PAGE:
Responses

Download PDFPDF

Intrapartum and neonatal mortality among low-risk women in midwife-led versus obstetrician-led care in the Amsterdam region of the Netherlands: a propensity score matched study
Compose Response

Plain text

  • No HTML tags allowed.
  • Web page addresses and e-mail addresses turn into links automatically.
  • Lines and paragraphs break automatically.
Author Information
First or given name, e.g. 'Peter'.
Your last, or family, name, e.g. 'MacMoody'.
Your email address, e.g. higgs-boson@gmail.com
Your role and/or occupation, e.g. 'Orthopedic Surgeon'.
Your organization or institution (if applicable), e.g. 'Royal Free Hospital'.
Statement of Competing Interests

PLEASE NOTE:

  • A rapid response is a moderated but not peer reviewed online response to a published article in a BMJ journal; it will not receive a DOI and will not be indexed unless it is also republished as a Letter, Correspondence or as other content. Find out more about rapid responses [https://authors.bmj.com/after-submitting/rapid-responses/].
  • We intend to post all responses which are approved by the Editor, within 14 days (BMJ Journals) or 24 hours (The BMJ), however timeframes cannot be guaranteed. Responses must comply with our requirements and should contribute substantially to the topic, but it is at our absolute discretion whether we publish a response, and we reserve the right to edit or remove responses before and after publication and also republish some or all in other BMJ publications, including third party local editions in other countries and languages
  • Our requirements are stated in our rapid response terms and conditions and must be read. These include ensuring that: i) you do not include any illustrative content including tables and graphs, ii) you do not include any information that includes specifics about any patients,iii) you do not include any original data, unless it has already been published in a peer reviewed journal and you have included a reference, iv) your response is lawful, not defamatory, original and accurate, v) you declare any competing interests, vi) you understand that your name and other personal details set out in our rapid response terms and conditions will be published with any responses we publish and vii) you understand that once a response is published, we may continue to publish your response and/or edit or remove it in the future.
  • By submitting this rapid response you are agreeing to our terms and conditions for rapid responses [https://www.bmj.com/company/journals-terms-and-conditions-for-rapid-responses/] and understand that your personal data will be processed in accordance with those terms and our privacy notice [https://www.bmj.com/company/your-privacy/].
CAPTCHA
This question is for testing whether or not you are a human visitor and to prevent automated spam submissions.

Vertical Tabs

Other responses

Jump to comment:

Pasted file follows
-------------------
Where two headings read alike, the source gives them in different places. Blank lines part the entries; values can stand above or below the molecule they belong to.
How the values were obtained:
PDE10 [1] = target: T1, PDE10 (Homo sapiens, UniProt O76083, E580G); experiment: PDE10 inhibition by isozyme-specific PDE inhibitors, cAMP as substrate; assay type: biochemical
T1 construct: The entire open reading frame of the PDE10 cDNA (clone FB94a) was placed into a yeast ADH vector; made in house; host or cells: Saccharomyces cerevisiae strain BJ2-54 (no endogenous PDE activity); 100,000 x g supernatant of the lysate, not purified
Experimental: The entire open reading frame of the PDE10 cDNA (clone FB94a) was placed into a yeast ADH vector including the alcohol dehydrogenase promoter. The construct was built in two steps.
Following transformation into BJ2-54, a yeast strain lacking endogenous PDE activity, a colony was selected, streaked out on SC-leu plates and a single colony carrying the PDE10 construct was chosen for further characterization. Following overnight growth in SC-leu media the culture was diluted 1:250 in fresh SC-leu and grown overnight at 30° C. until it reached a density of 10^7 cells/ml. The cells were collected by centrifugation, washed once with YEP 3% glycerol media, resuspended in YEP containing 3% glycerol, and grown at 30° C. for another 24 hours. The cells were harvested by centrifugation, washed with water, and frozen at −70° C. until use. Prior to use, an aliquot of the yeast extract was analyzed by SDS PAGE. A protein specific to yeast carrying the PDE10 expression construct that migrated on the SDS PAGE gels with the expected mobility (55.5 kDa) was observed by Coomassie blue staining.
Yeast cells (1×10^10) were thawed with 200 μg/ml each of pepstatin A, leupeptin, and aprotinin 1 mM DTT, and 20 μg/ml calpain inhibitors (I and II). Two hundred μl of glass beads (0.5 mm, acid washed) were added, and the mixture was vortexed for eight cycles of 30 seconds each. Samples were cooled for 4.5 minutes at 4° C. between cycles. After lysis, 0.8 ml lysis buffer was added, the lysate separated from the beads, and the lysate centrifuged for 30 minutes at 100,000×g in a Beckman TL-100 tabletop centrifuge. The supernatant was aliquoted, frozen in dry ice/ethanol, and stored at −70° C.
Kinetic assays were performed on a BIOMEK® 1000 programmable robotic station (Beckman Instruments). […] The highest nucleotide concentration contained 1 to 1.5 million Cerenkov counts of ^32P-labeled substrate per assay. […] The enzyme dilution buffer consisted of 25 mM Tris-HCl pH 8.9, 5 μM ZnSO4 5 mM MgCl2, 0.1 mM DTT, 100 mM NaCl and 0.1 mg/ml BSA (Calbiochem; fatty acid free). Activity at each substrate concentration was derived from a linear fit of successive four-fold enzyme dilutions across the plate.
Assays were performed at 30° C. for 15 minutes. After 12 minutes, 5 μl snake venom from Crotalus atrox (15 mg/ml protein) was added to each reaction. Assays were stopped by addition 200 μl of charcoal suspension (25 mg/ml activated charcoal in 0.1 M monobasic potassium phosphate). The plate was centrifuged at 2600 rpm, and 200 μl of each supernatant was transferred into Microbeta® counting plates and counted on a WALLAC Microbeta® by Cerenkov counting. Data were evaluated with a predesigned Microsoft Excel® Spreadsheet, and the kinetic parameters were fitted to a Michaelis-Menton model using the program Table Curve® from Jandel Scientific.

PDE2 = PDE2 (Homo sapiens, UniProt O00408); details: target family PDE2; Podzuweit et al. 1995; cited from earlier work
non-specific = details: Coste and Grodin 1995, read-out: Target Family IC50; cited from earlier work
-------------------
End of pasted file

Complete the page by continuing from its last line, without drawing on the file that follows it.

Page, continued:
• Published on:
    Lack of reliable data confuses discussion on safety of midwife-led and obstetrician-led care
    • Ank De Jonge, Associate professor Midwifery Science Department of Midwifery Science AVAG/ Amsterdam Public Health research institute VU University Medical Center Amsterdam.
    • Other Contributors:
      • Francois Schellevis, Professor of General Practice

    With interest we read the article of Wiegerinck et al. on intrapartum and neonatal mortality among low-risk women in midwife-led versus obstetrician-led care based on case notes and data from the Dutch national perinatal database (PRN, nowadays called ‘Perined’). In a recent commentary we addressed some important pitfalls associated with the use of register-based data.1 Although the authors acknowledge the methodological challenges of their study, and the limitations of the Perined database, it is important to specify these issues in more detail. Secondly, we want to challenge the interpretation of the findings.
    In this study clinical information regarding the women and babies in the numerators and denominators for intrapartum and neonatal mortality rates were derived from different sources. For the numerators information on women and their babies who died was taken from case notes. For the denominators information was taken from the Perined database, in which information on risk factors is often missing. The authors show in their supplementary file that in a sample of 100 women who started labour in obstetrician-led care no information was recorded for 13% of women on one or more of the eight risk factors which were defined as exclusion criteria in this study. Most women with risk factors will have been removed from the numerator, because information was available in their case notes. On the other hand, an unknown number of women with risk factors were not removed f...

    Show More
    Conflict of Interest:
    None declared.